This was on the second day of the Ryder Cup, when Europe was leading the United States by four points and the American crowd at The Country Club in Brookline, Mass., was still relatively calm. Even so, the mood surrounding the match involving Colin Montgomerie, the dour Scotsman who was the leader of the European team, was ugly. Every time Montgomerie stood over a putt, he heard catcalls or profanities. His manhood was questioned; his girth was pointed out constantly.

Montgomerie brings a lot of the abuse on himself. On the golf course he wears a perpetual scowl, and when things go wrong he tends to act like a spoiled 5-year-old. But he had done nothing to deserve the treatment he was receiving -- except play very good golf. As the match went on and Montgomerie backed away from putts because of the noise or glared in the direction of some of his detractors, the heckling worsened.

Finally, as Montgomerie walked off the ninth green, a man no more than a few feet away from him called him a word so disgusting that I reacted instinctively. "Stop it," I said, glaring right at the man, who was about five feet from the gallery rope. I immediately knew I had made a mistake. For one thing, as a reporter, it wasn't my place to police the fans or tell anyone how to act. For another, I put myself in jeopardy, since, in the eyes of most in the crowd, I was siding with the enemy.

As I walked toward the 10th tee, I was treated to a cacophony of profanities. One of the more clever comments was: "You don't like being a [bleep] American, you can go over there with them. See how you like that, you disloyal [bleep]."

At that instant, I would have gladly taken the guy up on the offer.

Sadly, this all began at a moment when being proud to be an American was completely justifiable: Lake Placid in 1980. Those were the Winter Olympic Games when the American hockey team, given absolutely no chance against the vaunted team from the Soviet Union, shocked the world with a 4-3 victory. That was the game that ended with Al Michaels screaming, "Do you believe in miracles!" on ABC-TV while all of America got chills and everyone in the arena -- or so it seemed -- screamed, "U.S.A.! U.S.A.!" and flags waved everywhere.

The Soviets had just invaded Afghanistan, the hostages were still in Iran, and President Jimmy Carter had announced a boycott of the upcoming Summer Olympics in Moscow. It was a grim time, and the victory by a group of fresh-faced college kids over the veteran and seemingly unbeatable Soviets sent the entire country into paroxysms of joy and patriotism.

But there's a line between patriotism and jingoism, and it began to blur during the 1984 Summer Olympics in Los Angeles. That year most of the Eastern Bloc stayed home from the American Olympics in retaliation for the Carter boycott of 1980. As a result, the United States absolutely dominated most of the events. And the "U.S.A." chant echoed all over L.A. for 16 days as ABC's ratings soared.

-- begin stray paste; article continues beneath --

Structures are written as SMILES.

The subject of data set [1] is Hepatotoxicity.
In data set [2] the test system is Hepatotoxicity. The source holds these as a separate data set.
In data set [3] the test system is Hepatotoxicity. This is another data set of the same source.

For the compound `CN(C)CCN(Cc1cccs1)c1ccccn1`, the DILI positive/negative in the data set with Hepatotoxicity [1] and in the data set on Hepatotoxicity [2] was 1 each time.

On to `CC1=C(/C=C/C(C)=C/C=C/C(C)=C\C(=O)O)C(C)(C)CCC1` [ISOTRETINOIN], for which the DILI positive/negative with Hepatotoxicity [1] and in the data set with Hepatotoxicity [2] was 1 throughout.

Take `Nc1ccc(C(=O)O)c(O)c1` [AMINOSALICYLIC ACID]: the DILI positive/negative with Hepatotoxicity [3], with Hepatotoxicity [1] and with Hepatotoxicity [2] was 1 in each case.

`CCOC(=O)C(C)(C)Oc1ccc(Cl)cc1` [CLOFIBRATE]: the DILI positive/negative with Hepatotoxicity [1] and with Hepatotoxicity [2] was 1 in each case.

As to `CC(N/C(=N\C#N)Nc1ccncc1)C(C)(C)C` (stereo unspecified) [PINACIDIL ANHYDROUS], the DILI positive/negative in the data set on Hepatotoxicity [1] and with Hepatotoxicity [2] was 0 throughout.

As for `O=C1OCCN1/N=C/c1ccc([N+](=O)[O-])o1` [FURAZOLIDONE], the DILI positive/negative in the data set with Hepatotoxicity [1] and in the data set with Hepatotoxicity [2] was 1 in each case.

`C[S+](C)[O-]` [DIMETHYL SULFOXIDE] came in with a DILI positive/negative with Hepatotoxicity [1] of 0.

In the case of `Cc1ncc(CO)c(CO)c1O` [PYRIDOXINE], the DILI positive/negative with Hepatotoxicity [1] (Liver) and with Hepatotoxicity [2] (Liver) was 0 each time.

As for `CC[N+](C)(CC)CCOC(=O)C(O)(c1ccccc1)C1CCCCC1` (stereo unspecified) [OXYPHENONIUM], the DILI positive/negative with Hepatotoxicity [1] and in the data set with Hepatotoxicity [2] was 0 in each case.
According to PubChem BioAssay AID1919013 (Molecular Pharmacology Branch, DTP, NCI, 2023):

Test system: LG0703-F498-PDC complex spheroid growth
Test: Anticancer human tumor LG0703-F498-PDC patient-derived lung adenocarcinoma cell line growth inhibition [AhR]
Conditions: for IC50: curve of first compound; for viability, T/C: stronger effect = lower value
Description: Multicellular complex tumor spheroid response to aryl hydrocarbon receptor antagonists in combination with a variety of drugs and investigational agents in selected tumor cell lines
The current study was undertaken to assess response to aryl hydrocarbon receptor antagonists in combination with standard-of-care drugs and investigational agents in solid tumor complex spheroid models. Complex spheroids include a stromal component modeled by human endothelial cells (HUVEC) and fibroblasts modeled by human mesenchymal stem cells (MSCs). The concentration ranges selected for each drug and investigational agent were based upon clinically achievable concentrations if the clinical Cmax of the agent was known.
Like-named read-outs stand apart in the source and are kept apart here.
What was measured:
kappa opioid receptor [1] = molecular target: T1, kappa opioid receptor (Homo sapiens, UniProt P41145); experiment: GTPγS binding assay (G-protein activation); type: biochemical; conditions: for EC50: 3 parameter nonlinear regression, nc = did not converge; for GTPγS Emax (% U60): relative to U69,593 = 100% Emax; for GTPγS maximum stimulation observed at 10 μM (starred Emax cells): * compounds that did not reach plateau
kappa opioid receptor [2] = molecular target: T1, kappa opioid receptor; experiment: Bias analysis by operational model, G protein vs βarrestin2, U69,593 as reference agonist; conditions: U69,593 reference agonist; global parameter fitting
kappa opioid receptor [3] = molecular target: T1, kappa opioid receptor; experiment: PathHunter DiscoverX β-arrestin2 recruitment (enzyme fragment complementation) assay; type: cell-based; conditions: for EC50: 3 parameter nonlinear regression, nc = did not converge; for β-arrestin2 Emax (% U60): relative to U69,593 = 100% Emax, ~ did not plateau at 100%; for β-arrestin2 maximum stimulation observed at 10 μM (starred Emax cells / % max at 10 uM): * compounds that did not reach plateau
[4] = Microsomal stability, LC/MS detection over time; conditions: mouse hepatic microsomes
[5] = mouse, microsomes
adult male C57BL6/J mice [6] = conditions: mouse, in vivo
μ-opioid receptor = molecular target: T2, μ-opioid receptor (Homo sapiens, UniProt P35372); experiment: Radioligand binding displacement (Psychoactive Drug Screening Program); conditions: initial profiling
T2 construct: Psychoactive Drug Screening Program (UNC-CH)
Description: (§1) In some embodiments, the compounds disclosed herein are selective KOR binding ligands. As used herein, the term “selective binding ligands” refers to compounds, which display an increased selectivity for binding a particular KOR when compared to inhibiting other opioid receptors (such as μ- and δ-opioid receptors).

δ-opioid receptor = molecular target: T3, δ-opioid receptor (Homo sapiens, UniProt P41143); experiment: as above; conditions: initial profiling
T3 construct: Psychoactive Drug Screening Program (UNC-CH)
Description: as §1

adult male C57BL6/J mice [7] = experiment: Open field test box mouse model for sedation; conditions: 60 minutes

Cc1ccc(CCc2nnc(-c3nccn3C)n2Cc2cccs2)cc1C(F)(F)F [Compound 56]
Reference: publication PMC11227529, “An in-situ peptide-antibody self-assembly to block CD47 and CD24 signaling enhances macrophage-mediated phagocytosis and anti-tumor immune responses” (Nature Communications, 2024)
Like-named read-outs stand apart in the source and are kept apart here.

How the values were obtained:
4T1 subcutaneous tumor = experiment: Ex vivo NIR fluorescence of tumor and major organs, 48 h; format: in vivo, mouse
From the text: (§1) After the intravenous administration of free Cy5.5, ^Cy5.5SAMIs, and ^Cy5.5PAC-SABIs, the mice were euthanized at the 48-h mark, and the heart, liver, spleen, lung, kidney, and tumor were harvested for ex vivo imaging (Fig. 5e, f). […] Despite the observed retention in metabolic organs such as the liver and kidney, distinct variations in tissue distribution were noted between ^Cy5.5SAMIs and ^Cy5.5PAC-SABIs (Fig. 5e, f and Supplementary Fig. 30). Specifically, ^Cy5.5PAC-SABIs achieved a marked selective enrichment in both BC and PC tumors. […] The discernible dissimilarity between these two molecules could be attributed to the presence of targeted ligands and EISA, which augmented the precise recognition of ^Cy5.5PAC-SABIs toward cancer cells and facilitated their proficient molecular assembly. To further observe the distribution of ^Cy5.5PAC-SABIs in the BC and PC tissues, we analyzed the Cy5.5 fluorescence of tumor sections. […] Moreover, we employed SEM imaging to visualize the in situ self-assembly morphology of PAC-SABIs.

Nowadays, it seems as if any competition involving country against country is an excuse for rabid behavior. In 1985, the United States lost the Ryder Cup for the first time since 1957 and for only the fourth time in 26 matches. Then, Europe won again in 1987 and did it -- for the first time ever -- on American soil. All of a sudden, the Ryder Cup went from not mattering to anyone but golf fanatics to mattering to millions. By the time the matches came back to the United States in 1991, the flag-waving was almost out of control.

After the U.S. team barely won that year to finally get the Cup back, many American players expressed concern about the behavior of the crowd. Tom Watson, the U.S. captain in 1993, said that players and fans on both sides had gone too far, and it was time to rein in the emotions. He was right, and things did get better -- for a while. But last month, with the United States not having won since Watson's team won in Britain six years ago, American nerves were on a ragged edge.

It was on Sunday, the final day, that things really got out of hand. The crowd behavior was boorish, and when it was over the Europeans were screaming about the crowd and the players, focusing on the Americans' celebration after Justin Leonard's miracle putt on the 17th green in his match against Jose Maria Olazabal. Because the other American players stampeded Leonard after his 45-footer went in, Olazabal had to wait a good three minutes before attempting his putt to keep the United States from clinching the Cup. He missed.

The Americans breached golf etiquette with their premature celebration. But it was a spontaneous moment, an honest mistake. And, to be fair, crowd behavior in Europe in recent years has been less than perfect at times, and the European players often engage in gamesmanship during the matches. Even so, there was no excuse for the way so many fans acted at Brookline.

Enough is enough. If it takes banning alcohol, or zero tolerance for hecklers, or even banning flags, for crying out loud, it's time to end out-of-control jingoism at all sporting events.

I wasn't the only American who felt embarrassed at the Ryder Cup. But I have a feeling far too many Americans didn't feel embarrassed. Which is really too bad.